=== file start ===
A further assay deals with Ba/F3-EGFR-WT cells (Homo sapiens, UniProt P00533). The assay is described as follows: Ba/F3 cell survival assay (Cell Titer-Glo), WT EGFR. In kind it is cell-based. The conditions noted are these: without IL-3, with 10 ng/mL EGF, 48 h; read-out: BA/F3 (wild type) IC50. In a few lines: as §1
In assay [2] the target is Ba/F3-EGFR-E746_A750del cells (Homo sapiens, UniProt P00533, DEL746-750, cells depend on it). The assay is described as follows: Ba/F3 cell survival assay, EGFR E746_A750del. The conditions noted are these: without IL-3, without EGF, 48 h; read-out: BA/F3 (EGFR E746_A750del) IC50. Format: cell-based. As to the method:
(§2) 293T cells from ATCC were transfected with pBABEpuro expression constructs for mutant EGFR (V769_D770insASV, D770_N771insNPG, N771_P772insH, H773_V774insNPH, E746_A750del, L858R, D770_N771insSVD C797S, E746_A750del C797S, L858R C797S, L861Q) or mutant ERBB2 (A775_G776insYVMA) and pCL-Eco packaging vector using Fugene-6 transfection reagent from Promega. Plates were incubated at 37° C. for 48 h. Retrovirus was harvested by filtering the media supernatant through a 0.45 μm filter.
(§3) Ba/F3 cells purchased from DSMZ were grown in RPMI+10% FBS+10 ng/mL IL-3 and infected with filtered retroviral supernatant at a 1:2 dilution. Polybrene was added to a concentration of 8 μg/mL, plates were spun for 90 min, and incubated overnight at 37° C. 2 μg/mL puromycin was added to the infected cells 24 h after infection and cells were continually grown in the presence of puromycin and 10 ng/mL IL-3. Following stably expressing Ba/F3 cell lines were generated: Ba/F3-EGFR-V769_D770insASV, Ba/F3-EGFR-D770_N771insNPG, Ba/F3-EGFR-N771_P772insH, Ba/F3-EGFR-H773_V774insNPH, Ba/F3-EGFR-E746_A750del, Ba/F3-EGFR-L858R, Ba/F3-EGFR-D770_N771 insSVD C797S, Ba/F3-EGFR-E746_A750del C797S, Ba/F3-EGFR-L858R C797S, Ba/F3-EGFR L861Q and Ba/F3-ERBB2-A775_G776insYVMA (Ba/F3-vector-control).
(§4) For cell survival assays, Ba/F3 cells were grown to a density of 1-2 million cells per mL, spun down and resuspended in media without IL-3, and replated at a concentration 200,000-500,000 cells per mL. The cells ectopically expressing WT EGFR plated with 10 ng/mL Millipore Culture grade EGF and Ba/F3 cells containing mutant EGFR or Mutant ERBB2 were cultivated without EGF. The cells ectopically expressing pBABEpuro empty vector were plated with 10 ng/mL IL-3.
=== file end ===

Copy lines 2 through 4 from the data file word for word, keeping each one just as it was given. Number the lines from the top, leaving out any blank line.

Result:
In assay [2] the target is Ba/F3-EGFR-E746_A750del cells (Homo sapiens, UniProt P00533, DEL746-750, cells depend on it). The assay is described as follows: Ba/F3 cell survival assay, EGFR E746_A750del. The conditions noted are these: without IL-3, without EGF, 48 h; read-out: BA/F3 (EGFR E746_A750del) IC50. Format: cell-based. As to the method:
(§2) 293T cells from ATCC were transfected with pBABEpuro expression constructs for mutant EGFR (V769_D770insASV, D770_N771insNPG, N771_P772insH, H773_V774insNPH, E746_A750del, L858R, D770_N771insSVD C797S, E746_A750del C797S, L858R C797S, L861Q) or mutant ERBB2 (A775_G776insYVMA) and pCL-Eco packaging vector using Fugene-6 transfection reagent from Promega. Plates were incubated at 37° C. for 48 h. Retrovirus was harvested by filtering the media supernatant through a 0.45 μm filter.
(§3) Ba/F3 cells purchased from DSMZ were grown in RPMI+10% FBS+10 ng/mL IL-3 and infected with filtered retroviral supernatant at a 1:2 dilution. Polybrene was added to a concentration of 8 μg/mL, plates were spun for 90 min, and incubated overnight at 37° C. 2 μg/mL puromycin was added to the infected cells 24 h after infection and cells were continually grown in the presence of puromycin and 10 ng/mL IL-3. Following stably expressing Ba/F3 cell lines were generated: Ba/F3-EGFR-V769_D770insASV, Ba/F3-EGFR-D770_N771insNPG, Ba/F3-EGFR-N771_P772insH, Ba/F3-EGFR-H773_V774insNPH, Ba/F3-EGFR-E746_A750del, Ba/F3-EGFR-L858R, Ba/F3-EGFR-D770_N771 insSVD C797S, Ba/F3-EGFR-E746_A750del C797S, Ba/F3-EGFR-L858R C797S, Ba/F3-EGFR L861Q and Ba/F3-ERBB2-A775_G776insYVMA (Ba/F3-vector-control).